Sleek, beautiful, fun, annoying, agitating, rage inducing, fast paced, intriguing, entertaining, unfair, tiresome, and unreasonable are all words that describe this game equally. Furi has the combat of a fighting game but with the design and strategy of a spaceship shoot-’em-up. Think Soldner-X, Galaga, or Resogun. There will be sword fighting and gun firing mixed in with dodging all sorts of attacks that can take up the entire battlefield. You’ll be doing that a lot when facing Furi’s bosses. In fact it’s all you’ll be doing because this game is only boss battles. Is that a bad thing? Let’s find out!
The story takes place on multiple realms that supposedly exist above our planet Earth. You are a prisoner who has been locked away on one of these realms for undisclosed reasons. You’re broken out by a Donnie Darko bunny/Ninja Ninja inspired character who then acts as a companion for the rest of the game. Except he doesn’t help you out in any of the battles! Sure, later in the story he allegedly did something off-screen but I wasn’t buying it. From there you exact your unknown revenge by trying to break out of these realms. You do this by beating a boss in each level and walking to the next one with some commentary from your mysterious pal. Rinse and repeat.
Each battle is different then the last and will feature different maps, tactics, and attacks for each one. Some bosses will be easier to face just firing your laser handgun or getting in close with your electrified katana. There is also a charged up ability for each weapon but I found them useless in later levels. Rest assured though every single opponent will make you dodge, die, dodge, dodge again, and die again. That much is constant. Where one would fire out wave after wave of energy, another would just blanket the whole screen with attacks. Your ability to parry, avoid, and read the assault will determine your level of success. Be advised each fight could take up to an hour as you learn the strategies of every new opponent.
The design of the battles themselves are not unlike fighting games. Both of you will have bars representing health (except one bar is really two bars of health for the bosses) and whoever can bring down one bar first respectively, will win the round. The winner’s health would then replenish up until the current bar. Which, not going to lie, kind of irked me a little. It made the game that much harder and sort of felt like a tacked on gimmick. More on that later. Each round the bosses will change their game plan slightly especially when on their last health bar. Here the ultimate moves were outrageously abundant and the screen being coated with attacks at their most brutal.
Once you painstakingly overcome all of your ass kickings, it is revealed why you were locked up in the first place. You can then act on why you were captured or take a hint from all of Furi’s foreshadowing. Either way it wasn’t hard to tell what was going on even though you were given the least amount of information as possible. After this happens and your controller throwing is at an end, you realize how much fun you had. Like whenever you performed a perfect parry, succeeded in a clutch maneuver, or figured out your opponents tactics after many attempts. The frustration to reward ratio is real with this game.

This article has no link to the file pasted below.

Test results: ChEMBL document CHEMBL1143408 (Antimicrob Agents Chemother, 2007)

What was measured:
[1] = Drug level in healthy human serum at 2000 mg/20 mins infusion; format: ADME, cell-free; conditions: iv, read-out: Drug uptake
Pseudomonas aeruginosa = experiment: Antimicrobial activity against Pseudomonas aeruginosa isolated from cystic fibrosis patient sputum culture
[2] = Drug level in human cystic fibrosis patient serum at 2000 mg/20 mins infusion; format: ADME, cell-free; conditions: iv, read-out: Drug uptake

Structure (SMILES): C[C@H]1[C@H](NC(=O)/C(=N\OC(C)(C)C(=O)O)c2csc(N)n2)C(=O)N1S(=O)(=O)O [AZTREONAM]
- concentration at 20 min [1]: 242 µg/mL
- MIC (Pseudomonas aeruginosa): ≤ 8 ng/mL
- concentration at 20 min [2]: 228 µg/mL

Technically speaking Furi is well designed. It has its own unique art style, fantastic music, and immersive voice acting and dialogue. With that said it is easy to see where certain things weren’t touched up. Some textures go through objects and a mouth animation may be horribly off balanced but it doesn’t take you out of the moment. What can take you out of the moment is a muscle strain. This game’s gimmicks may put a dent in your controller, tv, family member or furniture. Sometimes the screen is so full of things that can hurt you that dodging only puts you smack dab into another attack. Better yet you could have sworn you pushed the parry button but Furi didn’t care. In other words some moments may just come down to sheer luck.
I feel I have to mention one, big issue I had. When I first booted up the game my R2 trigger did not respond to prompts or inputs. Luckily, this was only for my charged shot attack and I had another controller I switched over to. From there I had no further problems. However, I’ve heard from others that different buttons didn’t work for them as well. I don’t know if this is just an issue with controllers or if The Game Bakers will be coming out with a patch real soon.
Review Disclaimer: This review was conducted using a PS4 digital copy that was bought at the expense of the reviewer. This does not affect the content of the review or the final score awarded. For more information, please read our Review Policy.